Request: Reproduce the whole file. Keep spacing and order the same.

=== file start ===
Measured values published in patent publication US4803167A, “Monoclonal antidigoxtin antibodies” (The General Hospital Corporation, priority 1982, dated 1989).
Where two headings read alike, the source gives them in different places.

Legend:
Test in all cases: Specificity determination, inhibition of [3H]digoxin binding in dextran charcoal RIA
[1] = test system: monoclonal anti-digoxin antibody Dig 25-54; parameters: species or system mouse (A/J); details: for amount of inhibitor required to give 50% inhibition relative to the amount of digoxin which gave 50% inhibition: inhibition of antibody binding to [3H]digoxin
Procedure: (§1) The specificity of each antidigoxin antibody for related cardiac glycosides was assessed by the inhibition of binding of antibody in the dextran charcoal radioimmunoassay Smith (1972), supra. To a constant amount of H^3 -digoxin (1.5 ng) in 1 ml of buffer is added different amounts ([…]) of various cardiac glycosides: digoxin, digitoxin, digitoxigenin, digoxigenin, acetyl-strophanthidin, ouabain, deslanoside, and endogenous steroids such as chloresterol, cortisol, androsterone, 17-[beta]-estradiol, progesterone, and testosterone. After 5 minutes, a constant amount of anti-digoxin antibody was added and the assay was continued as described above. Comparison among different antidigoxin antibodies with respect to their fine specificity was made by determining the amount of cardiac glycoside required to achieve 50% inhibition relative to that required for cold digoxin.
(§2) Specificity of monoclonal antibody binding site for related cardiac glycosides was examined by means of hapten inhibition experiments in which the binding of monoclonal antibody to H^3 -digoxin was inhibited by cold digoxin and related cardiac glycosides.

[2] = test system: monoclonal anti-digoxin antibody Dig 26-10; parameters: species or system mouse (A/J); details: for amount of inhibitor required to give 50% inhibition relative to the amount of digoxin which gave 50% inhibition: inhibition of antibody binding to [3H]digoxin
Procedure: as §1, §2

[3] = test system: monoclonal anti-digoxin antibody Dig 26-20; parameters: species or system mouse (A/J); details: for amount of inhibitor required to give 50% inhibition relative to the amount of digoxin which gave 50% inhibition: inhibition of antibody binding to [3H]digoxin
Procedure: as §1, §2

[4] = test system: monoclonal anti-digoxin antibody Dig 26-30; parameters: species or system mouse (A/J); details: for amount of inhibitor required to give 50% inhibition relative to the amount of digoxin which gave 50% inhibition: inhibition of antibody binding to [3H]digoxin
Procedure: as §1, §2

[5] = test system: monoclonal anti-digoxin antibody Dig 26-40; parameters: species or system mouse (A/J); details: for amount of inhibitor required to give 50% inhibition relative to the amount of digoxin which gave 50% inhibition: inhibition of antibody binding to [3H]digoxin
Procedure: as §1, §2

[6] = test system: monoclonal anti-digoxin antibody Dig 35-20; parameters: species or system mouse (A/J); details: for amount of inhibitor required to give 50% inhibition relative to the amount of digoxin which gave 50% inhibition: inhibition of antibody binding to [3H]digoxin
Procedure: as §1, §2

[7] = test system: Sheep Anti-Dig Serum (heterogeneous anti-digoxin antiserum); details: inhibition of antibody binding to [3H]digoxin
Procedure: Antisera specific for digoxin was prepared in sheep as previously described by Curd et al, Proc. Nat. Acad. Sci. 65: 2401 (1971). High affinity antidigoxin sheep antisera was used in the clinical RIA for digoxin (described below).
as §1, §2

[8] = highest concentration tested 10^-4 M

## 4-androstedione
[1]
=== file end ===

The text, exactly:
Measured values published in patent publication US4803167A, “Monoclonal antidigoxtin antibodies” (The General Hospital Corporation, priority 1982, dated 1989).
Where two headings read alike, the source gives them in different places.

Legend:
Test in all cases: Specificity determination, inhibition of [3H]digoxin binding in dextran charcoal RIA
[1] = test system: monoclonal anti-digoxin antibody Dig 25-54; parameters: species or system mouse (A/J); details: for amount of inhibitor required to give 50% inhibition relative to the amount of digoxin which gave 50% inhibition: inhibition of antibody binding to [3H]digoxin
Procedure: (§1) The specificity of each antidigoxin antibody for related cardiac glycosides was assessed by the inhibition of binding of antibody in the dextran charcoal radioimmunoassay Smith (1972), supra. To a constant amount of H^3 -digoxin (1.5 ng) in 1 ml of buffer is added different amounts ([…]) of various cardiac glycosides: digoxin, digitoxin, digitoxigenin, digoxigenin, acetyl-strophanthidin, ouabain, deslanoside, and endogenous steroids such as chloresterol, cortisol, androsterone, 17-[beta]-estradiol, progesterone, and testosterone. After 5 minutes, a constant amount of anti-digoxin antibody was added and the assay was continued as described above. Comparison among different antidigoxin antibodies with respect to their fine specificity was made by determining the amount of cardiac glycoside required to achieve 50% inhibition relative to that required for cold digoxin.
(§2) Specificity of monoclonal antibody binding site for related cardiac glycosides was examined by means of hapten inhibition experiments in which the binding of monoclonal antibody to H^3 -digoxin was inhibited by cold digoxin and related cardiac glycosides.

[2] = test system: monoclonal anti-digoxin antibody Dig 26-10; parameters: species or system mouse (A/J); details: for amount of inhibitor required to give 50% inhibition relative to the amount of digoxin which gave 50% inhibition: inhibition of antibody binding to [3H]digoxin
Procedure: as §1, §2

[3] = test system: monoclonal anti-digoxin antibody Dig 26-20; parameters: species or system mouse (A/J); details: for amount of inhibitor required to give 50% inhibition relative to the amount of digoxin which gave 50% inhibition: inhibition of antibody binding to [3H]digoxin
Procedure: as §1, §2

[4] = test system: monoclonal anti-digoxin antibody Dig 26-30; parameters: species or system mouse (A/J); details: for amount of inhibitor required to give 50% inhibition relative to the amount of digoxin which gave 50% inhibition: inhibition of antibody binding to [3H]digoxin
Procedure: as §1, §2

[5] = test system: monoclonal anti-digoxin antibody Dig 26-40; parameters: species or system mouse (A/J); details: for amount of inhibitor required to give 50% inhibition relative to the amount of digoxin which gave 50% inhibition: inhibition of antibody binding to [3H]digoxin
Procedure: as §1, §2

[6] = test system: monoclonal anti-digoxin antibody Dig 35-20; parameters: species or system mouse (A/J); details: for amount of inhibitor required to give 50% inhibition relative to the amount of digoxin which gave 50% inhibition: inhibition of antibody binding to [3H]digoxin
Procedure: as §1, §2

[7] = test system: Sheep Anti-Dig Serum (heterogeneous anti-digoxin antiserum); details: inhibition of antibody binding to [3H]digoxin
Procedure: Antisera specific for digoxin was prepared in sheep as previously described by Curd et al, Proc. Nat. Acad. Sci. 65: 2401 (1971). High affinity antidigoxin sheep antisera was used in the clinical RIA for digoxin (described below).
as §1, §2

[8] = highest concentration tested 10^-4 M

## 4-androstedione
[1]